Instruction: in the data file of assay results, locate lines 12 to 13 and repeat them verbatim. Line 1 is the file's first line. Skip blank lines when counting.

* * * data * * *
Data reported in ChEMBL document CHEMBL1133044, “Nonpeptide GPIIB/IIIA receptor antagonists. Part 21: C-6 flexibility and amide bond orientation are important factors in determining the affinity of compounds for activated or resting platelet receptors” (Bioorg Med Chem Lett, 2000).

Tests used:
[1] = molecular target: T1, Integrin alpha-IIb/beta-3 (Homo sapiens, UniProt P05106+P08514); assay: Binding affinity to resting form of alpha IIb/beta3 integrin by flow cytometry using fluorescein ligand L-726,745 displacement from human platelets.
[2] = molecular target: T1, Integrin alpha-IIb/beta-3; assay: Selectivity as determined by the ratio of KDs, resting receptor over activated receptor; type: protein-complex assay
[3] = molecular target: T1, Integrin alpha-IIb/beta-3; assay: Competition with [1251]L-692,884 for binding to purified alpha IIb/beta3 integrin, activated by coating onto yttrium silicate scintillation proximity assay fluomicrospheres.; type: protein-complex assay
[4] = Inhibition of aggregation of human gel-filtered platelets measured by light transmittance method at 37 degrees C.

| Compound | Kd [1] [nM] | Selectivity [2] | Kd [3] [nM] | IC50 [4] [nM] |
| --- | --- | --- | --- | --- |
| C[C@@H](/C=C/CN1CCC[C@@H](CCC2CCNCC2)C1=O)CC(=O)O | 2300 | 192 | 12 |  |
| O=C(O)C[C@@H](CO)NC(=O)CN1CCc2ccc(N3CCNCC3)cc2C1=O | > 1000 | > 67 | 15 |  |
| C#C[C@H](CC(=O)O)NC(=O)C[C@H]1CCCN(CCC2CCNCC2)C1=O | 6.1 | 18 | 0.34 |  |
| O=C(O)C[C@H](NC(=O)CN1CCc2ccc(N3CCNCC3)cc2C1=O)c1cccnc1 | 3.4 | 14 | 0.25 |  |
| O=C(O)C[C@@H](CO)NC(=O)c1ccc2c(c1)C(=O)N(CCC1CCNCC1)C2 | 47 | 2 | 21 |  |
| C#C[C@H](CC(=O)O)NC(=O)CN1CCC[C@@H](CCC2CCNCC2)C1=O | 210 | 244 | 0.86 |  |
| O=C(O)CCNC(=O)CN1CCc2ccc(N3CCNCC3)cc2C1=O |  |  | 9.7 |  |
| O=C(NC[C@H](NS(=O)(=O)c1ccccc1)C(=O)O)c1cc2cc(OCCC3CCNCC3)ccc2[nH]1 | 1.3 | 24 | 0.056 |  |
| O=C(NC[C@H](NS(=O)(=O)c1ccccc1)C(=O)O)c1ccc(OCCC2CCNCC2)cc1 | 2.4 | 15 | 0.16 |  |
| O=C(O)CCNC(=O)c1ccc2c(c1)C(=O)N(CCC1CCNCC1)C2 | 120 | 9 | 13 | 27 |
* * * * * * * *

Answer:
| O=C(O)C[C@H](NC(=O)CN1CCc2ccc(N3CCNCC3)cc2C1=O)c1cccnc1 | 3.4 | 14 | 0.25 |  |
| O=C(O)C[C@@H](CO)NC(=O)c1ccc2c(c1)C(=O)N(CCC1CCNCC1)C2 | 47 | 2 | 21 |  |